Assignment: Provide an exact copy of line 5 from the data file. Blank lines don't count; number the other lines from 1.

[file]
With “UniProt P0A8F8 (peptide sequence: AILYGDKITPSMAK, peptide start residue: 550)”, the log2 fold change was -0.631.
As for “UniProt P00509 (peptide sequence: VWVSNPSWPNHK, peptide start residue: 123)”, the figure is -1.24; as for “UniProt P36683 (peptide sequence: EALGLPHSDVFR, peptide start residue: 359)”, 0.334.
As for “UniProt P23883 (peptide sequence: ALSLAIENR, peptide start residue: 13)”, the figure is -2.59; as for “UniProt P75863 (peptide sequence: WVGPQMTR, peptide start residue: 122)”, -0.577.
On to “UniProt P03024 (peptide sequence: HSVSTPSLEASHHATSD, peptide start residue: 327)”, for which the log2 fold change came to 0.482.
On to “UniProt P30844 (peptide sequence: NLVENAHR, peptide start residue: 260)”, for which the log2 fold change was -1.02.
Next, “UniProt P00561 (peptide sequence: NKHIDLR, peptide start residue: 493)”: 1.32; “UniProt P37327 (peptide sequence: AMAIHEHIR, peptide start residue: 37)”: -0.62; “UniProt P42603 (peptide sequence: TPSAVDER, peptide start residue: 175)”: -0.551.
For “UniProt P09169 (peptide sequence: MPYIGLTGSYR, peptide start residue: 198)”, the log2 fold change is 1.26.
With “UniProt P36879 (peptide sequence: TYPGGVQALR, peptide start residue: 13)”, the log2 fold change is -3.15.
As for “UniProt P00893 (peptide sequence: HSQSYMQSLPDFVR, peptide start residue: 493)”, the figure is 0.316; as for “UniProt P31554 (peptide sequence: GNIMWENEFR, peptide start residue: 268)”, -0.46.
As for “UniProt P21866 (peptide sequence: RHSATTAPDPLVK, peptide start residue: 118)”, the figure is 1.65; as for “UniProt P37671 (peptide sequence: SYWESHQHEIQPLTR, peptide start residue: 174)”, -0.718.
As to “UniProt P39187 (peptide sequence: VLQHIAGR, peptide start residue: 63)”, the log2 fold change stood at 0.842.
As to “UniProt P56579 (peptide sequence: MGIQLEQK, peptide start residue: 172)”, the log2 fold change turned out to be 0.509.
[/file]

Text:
On to “UniProt P30844 (peptide sequence: NLVENAHR, peptide start residue: 260)”, for which the log2 fold change was -1.02.